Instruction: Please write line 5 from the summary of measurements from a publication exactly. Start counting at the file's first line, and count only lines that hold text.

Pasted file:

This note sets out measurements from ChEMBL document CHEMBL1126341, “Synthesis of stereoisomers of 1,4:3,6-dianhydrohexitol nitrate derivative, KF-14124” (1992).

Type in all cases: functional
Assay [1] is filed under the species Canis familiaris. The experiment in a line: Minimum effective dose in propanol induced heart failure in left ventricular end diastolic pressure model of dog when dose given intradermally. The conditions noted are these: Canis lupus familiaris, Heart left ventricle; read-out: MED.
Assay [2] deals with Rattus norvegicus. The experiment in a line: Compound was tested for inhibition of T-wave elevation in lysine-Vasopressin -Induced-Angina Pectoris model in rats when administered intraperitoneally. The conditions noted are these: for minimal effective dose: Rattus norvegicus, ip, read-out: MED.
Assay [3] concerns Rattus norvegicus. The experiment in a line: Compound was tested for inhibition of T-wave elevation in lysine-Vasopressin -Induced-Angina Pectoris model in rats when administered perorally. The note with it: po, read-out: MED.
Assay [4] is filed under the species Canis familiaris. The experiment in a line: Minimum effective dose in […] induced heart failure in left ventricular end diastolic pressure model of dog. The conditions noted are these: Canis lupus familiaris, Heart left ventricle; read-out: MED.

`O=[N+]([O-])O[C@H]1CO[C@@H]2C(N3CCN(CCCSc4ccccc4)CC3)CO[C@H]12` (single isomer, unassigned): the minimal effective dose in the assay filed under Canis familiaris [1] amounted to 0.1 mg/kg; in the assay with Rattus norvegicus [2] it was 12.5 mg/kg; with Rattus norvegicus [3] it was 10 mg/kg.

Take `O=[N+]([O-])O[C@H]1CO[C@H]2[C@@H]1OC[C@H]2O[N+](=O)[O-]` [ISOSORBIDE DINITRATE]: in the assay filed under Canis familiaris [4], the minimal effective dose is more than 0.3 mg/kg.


Assay [3] concerns Rattus norvegicus. The experiment in a line: Compound was tested for inhibition of T-wave elevation in lysine-Vasopressin -Induced-Angina Pectoris model in rats when administered perorally. The note with it: po, read-out: MED.